The International Electrotechnical Commission (IEC)’s Common Information Model (CIM) is frequently used to define the semantics of information exchanges between the systems used by electricity companies and market and network operators.
These information exchanges are often formatted using XML, where an XML or RDF schema is used to define the content of a specific information exchange.
The CIM model was developed by the Electric Power Research Institute (EPRI) and proposes a unique information model, common to all applications in charge of managing electrical networks. It is a semantic model for the description and organization of the components of an electrical system, which are necessary for the applications involved in the management of the electrical network. Later, the IEC adopted it as a standard model for the management of electrical systems.
The CIM model is described by UML class and package diagrams. These diagrams allow a general vision of the system, indicating what type of elements compose it and how they are related to each other, normalizing the way in which the data must be transmitted, re-transmitted and managed.
The previous figure shows the UML diagram representing the packages that were included in the first versions of IEC 61970-301. The packages that appear are briefly described below:
- The Wires package contains the classes that represent the physical equipment that can be part of an electrical power system. An example of a class included in this package is Breaker, which represents switches.
- The Topology package provides the necessary classes to be able to describe the connections between computers. Thus, it defines, among others, the ConnectivityNode class.
- The core package Core includes a number of classes, such as IdentifiedObject, that will be parents (superclasses) of most of the other classes in the model.
- Generation includes the necessary classes to represent the information regarding the generation of electrical energy, such as: GeneratingUnitHydroTurbine.
- Meas comprises almost all the classes related to the representation of measurements in electrical systems such as Measurement and MeasurementType.
- LoadModel includes the necessary classes to describe everything related to the consumption of electrical energy. It contains, among others, the EnergyConsumer class, which allows all types of electrical energy consumers to be represented.
- Outage allows describing the planning programs for the operation and maintenance of electrical power systems for the prevention and action against blackouts. It includes, among others, the OutageSchedule class, which allows to describe information about the scheduled periods in which a given device is out of service.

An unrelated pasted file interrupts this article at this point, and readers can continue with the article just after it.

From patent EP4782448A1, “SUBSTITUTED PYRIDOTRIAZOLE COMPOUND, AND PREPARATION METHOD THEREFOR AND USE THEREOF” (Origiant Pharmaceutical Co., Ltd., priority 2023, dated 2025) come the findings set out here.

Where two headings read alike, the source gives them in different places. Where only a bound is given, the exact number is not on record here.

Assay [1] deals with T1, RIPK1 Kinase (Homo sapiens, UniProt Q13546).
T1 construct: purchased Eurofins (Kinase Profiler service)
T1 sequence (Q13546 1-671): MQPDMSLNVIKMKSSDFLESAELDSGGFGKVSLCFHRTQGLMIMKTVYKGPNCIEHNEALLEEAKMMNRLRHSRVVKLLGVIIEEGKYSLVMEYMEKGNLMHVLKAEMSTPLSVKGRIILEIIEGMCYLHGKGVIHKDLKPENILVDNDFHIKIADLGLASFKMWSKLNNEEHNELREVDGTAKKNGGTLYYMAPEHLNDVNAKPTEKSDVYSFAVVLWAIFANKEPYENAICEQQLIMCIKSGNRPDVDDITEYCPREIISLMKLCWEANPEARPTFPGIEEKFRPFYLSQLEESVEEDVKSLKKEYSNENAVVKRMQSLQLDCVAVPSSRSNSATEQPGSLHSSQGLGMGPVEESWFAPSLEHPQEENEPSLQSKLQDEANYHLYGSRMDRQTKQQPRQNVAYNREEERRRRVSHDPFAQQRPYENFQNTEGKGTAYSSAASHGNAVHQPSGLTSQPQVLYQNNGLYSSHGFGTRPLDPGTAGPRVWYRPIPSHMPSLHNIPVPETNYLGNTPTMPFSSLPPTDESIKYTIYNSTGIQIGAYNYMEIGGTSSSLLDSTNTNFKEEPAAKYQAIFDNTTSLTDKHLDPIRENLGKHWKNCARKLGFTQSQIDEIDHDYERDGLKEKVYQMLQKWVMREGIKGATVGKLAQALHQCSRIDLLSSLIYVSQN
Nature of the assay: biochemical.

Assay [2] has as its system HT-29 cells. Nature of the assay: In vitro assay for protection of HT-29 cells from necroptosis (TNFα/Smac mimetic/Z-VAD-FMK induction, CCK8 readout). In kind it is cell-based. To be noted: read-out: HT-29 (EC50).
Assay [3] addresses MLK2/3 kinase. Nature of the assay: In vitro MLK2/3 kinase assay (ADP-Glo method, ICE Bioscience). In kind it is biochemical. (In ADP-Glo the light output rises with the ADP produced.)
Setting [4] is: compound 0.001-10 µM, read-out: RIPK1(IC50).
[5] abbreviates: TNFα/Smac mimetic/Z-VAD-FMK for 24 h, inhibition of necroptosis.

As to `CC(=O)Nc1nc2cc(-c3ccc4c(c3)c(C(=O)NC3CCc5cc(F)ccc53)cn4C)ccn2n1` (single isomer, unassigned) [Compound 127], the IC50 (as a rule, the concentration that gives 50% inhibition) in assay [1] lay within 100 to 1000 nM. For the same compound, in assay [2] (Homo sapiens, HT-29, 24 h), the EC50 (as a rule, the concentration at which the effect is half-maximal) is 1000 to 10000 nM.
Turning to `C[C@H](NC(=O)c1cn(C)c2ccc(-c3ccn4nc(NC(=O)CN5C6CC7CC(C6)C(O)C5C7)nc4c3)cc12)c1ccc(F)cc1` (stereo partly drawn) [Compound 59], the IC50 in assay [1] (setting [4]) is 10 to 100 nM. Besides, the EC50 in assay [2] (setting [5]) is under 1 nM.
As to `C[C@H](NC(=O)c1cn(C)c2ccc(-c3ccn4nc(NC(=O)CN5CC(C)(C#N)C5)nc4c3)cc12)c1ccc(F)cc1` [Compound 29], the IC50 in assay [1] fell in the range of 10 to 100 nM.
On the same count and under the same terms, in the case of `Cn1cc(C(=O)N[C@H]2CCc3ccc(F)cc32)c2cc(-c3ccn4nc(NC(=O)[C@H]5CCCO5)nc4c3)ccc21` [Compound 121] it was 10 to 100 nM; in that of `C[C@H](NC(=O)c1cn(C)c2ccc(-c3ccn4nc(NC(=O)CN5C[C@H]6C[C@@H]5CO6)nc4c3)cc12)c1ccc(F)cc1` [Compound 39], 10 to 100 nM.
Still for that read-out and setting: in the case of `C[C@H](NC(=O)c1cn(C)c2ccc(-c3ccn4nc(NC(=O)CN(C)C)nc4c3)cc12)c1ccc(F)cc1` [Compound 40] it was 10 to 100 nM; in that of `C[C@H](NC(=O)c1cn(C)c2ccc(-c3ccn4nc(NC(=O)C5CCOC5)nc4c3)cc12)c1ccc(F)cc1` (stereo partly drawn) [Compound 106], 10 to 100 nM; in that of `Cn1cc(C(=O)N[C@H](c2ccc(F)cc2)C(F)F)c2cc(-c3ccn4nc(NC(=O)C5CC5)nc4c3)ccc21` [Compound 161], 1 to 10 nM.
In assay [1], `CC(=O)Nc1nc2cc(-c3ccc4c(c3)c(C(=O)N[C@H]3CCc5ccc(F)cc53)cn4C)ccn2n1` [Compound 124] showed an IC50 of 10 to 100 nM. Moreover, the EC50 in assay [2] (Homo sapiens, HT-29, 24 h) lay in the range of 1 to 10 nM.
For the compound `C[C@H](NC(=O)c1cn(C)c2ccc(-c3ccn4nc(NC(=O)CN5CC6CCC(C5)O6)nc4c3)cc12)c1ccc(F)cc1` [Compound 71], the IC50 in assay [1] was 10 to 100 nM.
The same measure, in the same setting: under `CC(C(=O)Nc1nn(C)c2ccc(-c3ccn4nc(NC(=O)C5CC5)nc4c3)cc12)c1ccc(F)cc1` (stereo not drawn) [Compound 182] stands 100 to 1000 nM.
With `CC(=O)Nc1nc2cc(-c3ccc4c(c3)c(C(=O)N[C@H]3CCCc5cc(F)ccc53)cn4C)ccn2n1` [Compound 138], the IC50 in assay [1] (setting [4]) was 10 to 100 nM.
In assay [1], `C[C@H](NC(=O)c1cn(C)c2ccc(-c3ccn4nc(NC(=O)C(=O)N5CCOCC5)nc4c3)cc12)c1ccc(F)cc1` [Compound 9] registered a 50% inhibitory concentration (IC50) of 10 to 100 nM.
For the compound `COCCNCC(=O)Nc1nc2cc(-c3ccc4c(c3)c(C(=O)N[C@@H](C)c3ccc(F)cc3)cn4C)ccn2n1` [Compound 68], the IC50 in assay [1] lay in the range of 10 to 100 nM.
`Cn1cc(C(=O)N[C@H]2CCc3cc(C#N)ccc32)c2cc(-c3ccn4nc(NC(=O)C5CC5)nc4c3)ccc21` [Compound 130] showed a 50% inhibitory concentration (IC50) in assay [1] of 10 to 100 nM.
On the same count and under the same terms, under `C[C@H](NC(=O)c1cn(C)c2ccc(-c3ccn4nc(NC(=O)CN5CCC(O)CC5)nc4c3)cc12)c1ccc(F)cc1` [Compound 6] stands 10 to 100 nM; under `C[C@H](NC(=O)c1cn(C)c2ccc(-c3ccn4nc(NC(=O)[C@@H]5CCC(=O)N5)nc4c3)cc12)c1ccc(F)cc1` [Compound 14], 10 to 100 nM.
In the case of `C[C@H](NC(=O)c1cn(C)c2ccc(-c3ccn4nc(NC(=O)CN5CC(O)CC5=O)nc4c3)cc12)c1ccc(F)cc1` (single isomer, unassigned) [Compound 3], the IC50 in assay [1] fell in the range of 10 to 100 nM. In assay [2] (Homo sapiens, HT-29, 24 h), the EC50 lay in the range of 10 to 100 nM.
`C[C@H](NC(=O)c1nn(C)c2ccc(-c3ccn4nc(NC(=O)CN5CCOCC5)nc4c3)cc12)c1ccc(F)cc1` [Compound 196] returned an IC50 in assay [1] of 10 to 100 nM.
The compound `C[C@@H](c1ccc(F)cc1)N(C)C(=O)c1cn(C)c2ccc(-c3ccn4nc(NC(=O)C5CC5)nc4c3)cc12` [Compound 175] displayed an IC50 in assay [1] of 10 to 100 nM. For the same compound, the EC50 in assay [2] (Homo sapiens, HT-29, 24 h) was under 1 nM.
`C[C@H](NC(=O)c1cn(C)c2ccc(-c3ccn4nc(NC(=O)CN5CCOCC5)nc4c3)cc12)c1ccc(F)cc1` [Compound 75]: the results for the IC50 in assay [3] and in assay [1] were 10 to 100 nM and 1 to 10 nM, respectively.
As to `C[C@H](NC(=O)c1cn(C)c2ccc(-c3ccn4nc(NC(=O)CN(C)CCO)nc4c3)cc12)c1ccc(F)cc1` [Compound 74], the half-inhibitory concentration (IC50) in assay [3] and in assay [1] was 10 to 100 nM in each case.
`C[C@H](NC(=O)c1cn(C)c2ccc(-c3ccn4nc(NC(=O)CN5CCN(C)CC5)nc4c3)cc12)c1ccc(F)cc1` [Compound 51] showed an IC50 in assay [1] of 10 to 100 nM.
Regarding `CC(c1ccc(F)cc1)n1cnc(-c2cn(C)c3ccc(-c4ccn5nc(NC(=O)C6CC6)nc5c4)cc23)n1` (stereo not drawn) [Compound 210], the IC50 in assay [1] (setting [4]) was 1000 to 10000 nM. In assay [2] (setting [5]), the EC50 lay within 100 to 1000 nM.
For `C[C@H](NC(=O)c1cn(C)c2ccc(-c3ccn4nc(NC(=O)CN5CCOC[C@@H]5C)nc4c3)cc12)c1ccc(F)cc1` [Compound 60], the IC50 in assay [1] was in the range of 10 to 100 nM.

- Protection provides the necessary classes to represent protection equipment (ProtectionEquipment class) and automatic close sequences (RecloseSequence class).
- SCADA includes, among others, the RemoteUnit class, which represents the electronic devices located in the electrical installation and which exchange information with the SCADA application located in the management system. It also allows you to describe the communication links with these remote units using the CommunicationLink class.
- Domain is the package that includes the definitions of all the data types that map to the attribute values described in the rest of the model: from primitive types like Float, to types like Temperature.
Nowadays, the CIM model is broader. Thus, in the IEC 61968-11 standard (for DMS systems), new packages are added to the original model. For example, the Assets package contains the information necessary to carry out asset management in an electrical power system. On the other hand, Consumers defines the classes that allow certain information about consumers to be described in greater detail, while Work covers all the information about any type of work in an electrical installation.
As the standard has been developed, different formats have been defined for the exchange of large amounts of information, such as CIM/XML or CIM/RDF.
CIM and JSON
As there are more and more teams collecting data, and those improve resolution, the amount of data generated increases, so it becomes an additional challenge for interoperability between applications to have to handle large volumes of data. For example, in the case of PMU (Phasor Measurement Units) meters, the sampling rate is 30 times per second, which increases the amount of information to be exchanged.